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ADA Rules For Undue Hardship

The following is excerpted from our ADA Training & Certification Program:
ADA Training

Undue Hardship

The determination of whether an accommodation is reasonable is based upon whether implementation of the accommodation will present an undue hardship on the employer.

Undue hardship means there will be significant difficulty or expense incurred implementing the accommodation and focuses on the resources and circumstances of the particular employer in relationship to the cost or difficulty of providing a specific accommodation.

Undue hardship is not based just on financial difficulty; it refers to reasonable accommodations that are unduly extensive, substantial, or disruptive, or those that would fundamentally alter the nature or operation of the business.

Each situation must be assessed on a case-by-case basis to determine whether a particular reasonable accommodation would cause undue hardship. What may be an undue hardship to one employer may be reasonable for another employer.

Factors to be considered when determining whether undue hardships exist are:
  • The nature of the accommodation
  • The net cost
  • Financial resources of the employer
  • The number of persons employed
  • The effect on expenses and resources
  • The size of the business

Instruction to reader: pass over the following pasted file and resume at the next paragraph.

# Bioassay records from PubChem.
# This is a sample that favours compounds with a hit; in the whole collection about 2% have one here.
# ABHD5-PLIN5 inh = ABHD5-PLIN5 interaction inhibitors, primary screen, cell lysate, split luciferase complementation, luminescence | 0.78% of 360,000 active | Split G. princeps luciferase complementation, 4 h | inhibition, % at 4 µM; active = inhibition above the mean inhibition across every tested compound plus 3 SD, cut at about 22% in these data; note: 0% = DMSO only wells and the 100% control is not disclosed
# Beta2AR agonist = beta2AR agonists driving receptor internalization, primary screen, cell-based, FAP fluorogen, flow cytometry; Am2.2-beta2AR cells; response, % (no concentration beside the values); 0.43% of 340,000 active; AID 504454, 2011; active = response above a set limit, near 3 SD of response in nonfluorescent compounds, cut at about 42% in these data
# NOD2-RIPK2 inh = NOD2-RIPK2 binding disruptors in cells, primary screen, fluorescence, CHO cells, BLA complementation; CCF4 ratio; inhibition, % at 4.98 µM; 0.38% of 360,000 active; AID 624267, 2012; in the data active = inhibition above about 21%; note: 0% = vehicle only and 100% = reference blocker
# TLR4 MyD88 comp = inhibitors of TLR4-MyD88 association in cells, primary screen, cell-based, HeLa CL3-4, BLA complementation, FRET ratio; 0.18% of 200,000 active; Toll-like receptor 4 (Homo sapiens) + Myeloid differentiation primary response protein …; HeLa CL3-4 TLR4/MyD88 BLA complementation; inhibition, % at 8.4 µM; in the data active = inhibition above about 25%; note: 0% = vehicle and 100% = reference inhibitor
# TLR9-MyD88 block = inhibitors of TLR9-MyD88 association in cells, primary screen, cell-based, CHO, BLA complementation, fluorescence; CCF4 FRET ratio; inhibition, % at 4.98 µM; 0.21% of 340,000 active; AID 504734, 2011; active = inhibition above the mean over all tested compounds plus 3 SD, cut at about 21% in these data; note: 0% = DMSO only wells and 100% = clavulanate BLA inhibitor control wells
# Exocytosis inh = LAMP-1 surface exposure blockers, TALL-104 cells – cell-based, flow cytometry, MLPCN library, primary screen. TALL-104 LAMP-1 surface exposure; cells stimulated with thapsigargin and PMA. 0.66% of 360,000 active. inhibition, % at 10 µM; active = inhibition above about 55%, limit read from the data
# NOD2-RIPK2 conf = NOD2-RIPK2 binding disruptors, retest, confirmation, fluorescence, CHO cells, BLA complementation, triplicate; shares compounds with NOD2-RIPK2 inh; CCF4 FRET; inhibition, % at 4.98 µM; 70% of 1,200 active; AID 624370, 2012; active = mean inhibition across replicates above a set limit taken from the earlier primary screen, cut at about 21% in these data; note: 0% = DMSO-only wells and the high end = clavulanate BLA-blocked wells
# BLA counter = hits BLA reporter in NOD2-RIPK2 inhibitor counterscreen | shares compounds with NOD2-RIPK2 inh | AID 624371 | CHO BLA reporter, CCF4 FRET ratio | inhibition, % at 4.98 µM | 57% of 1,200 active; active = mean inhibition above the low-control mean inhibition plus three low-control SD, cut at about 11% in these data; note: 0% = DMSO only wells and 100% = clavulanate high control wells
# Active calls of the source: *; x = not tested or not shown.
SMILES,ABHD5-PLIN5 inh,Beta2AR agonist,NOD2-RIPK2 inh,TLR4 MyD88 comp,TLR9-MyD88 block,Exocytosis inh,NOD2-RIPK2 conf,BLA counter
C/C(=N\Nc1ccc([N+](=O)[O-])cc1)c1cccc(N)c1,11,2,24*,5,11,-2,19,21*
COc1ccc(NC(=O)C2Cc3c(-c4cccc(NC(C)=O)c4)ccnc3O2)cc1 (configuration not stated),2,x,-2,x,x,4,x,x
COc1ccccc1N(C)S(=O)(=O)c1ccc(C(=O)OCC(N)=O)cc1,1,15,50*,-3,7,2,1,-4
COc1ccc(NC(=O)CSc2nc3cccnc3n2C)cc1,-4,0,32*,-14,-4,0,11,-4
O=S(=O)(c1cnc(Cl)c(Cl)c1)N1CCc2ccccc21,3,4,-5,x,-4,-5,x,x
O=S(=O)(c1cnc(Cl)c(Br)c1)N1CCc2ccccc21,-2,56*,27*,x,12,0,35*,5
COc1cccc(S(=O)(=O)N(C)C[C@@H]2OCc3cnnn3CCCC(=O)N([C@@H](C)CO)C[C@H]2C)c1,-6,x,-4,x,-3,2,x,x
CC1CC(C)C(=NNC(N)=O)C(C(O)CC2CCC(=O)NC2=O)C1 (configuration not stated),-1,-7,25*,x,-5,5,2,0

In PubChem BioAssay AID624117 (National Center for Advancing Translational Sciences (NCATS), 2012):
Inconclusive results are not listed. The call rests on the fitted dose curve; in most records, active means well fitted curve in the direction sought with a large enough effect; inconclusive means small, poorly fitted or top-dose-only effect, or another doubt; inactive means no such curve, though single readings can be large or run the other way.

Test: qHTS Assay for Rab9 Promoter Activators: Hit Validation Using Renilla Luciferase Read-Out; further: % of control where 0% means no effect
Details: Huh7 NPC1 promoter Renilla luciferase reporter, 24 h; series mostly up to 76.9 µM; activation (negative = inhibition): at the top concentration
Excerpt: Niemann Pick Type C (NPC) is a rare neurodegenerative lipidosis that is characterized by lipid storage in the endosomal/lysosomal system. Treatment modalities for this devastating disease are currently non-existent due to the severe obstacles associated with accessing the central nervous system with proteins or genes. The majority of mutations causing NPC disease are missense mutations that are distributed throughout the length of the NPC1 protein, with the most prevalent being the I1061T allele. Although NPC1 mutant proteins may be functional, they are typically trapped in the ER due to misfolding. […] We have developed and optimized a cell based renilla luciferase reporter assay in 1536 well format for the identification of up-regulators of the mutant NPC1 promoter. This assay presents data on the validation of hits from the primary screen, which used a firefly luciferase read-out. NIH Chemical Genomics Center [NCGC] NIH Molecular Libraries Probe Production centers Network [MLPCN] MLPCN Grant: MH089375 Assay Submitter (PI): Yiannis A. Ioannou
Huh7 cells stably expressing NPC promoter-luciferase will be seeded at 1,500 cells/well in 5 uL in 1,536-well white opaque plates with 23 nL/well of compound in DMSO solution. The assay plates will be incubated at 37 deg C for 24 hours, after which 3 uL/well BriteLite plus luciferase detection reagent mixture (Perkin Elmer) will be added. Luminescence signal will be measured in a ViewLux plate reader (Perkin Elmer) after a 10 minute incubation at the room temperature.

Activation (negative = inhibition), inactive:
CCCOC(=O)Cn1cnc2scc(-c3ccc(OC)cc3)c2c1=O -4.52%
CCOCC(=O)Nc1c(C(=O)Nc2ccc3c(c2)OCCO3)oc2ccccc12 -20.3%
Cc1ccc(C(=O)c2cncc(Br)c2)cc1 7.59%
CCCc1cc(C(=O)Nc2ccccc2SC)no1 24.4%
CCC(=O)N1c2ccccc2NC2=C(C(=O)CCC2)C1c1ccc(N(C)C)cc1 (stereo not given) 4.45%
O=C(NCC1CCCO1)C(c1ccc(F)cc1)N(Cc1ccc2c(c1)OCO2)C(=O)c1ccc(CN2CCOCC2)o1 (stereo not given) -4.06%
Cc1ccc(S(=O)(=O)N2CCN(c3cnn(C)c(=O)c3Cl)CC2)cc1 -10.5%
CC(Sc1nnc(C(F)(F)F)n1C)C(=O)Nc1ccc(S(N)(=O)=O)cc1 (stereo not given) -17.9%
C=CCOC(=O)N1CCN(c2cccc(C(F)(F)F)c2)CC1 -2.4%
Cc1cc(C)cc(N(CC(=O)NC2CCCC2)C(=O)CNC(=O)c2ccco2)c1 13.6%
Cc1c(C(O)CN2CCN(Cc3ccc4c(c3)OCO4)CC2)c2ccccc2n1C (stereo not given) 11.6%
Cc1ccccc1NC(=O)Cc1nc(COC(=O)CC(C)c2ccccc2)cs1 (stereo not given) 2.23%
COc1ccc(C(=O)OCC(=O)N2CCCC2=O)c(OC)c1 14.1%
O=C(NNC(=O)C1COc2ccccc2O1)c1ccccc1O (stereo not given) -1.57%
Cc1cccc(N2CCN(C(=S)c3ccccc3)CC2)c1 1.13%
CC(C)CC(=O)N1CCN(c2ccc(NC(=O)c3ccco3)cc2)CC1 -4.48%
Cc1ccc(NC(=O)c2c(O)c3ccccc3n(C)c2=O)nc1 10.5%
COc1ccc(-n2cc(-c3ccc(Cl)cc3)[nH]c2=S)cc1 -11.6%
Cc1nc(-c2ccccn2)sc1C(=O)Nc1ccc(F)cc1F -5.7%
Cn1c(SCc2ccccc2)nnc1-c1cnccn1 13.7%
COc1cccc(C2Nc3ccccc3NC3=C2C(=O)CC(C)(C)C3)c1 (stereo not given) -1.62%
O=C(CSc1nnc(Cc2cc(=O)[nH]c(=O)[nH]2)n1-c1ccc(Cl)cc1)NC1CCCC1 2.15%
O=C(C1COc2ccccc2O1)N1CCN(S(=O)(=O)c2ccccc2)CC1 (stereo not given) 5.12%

• Type and location of its facilities
  • Type of operation
  • The overall impact of the accommodation
  • The overall impact on the ability of other employees to perform their duties
  • The overall impact on the facility's ability to conduct business
Undue Hardship Questions

When reviewing an accommodation to determine the impact on the workplace, there are several fundamental questions that should be asked.
  • Is there evidence that providing a specific reasonable accommodation would entail significant difficulty or expense? Being able to show the actual cost of implementing an accommodation is a good starting point
  • If the accommodation will be a modified schedule or leave, is undue hardship based on the impact on the ability of other employees to do their jobs? Look at the impact on the way the employees meet the requirements of the organization. The fact that employees are not happy with the change is not an argument for undue hardship – it is the impact on the way employees must do their jobs
  • If the accommodation is a leave of absence, is undue hardship based on the amount of leave requested? Will the leave be of such a duration as to have an impact on the company’s ability to provide its goods or services? Or will the organization be able to absorb the absence of the individual for the time requested?
  • Will the claim of undue hardship be based on a conflict between the reasonable accommodation and the provisions of a collective bargaining agreement? If the collective bargaining agreement will be violated by the accommodation, the accommodation needs may be negotiated between the employer and the union
  • Is undue hardship based on the fact that providing the reasonable accommodation requires changes to property owned by an entity other than the Company? Changes to leased property may be addressed in the lease agreement. Before any changes are done, the tenant should consult with the landlord to ensure there will be no additional liabilities
  • If the Company claims that a particular reasonable accommodation would result in undue hardship, is there another reasonable accommodation the Company could have provided that would not have resulted in undue hardship? All options should be considered. Each situation must be evaluated on a case-by-case basis
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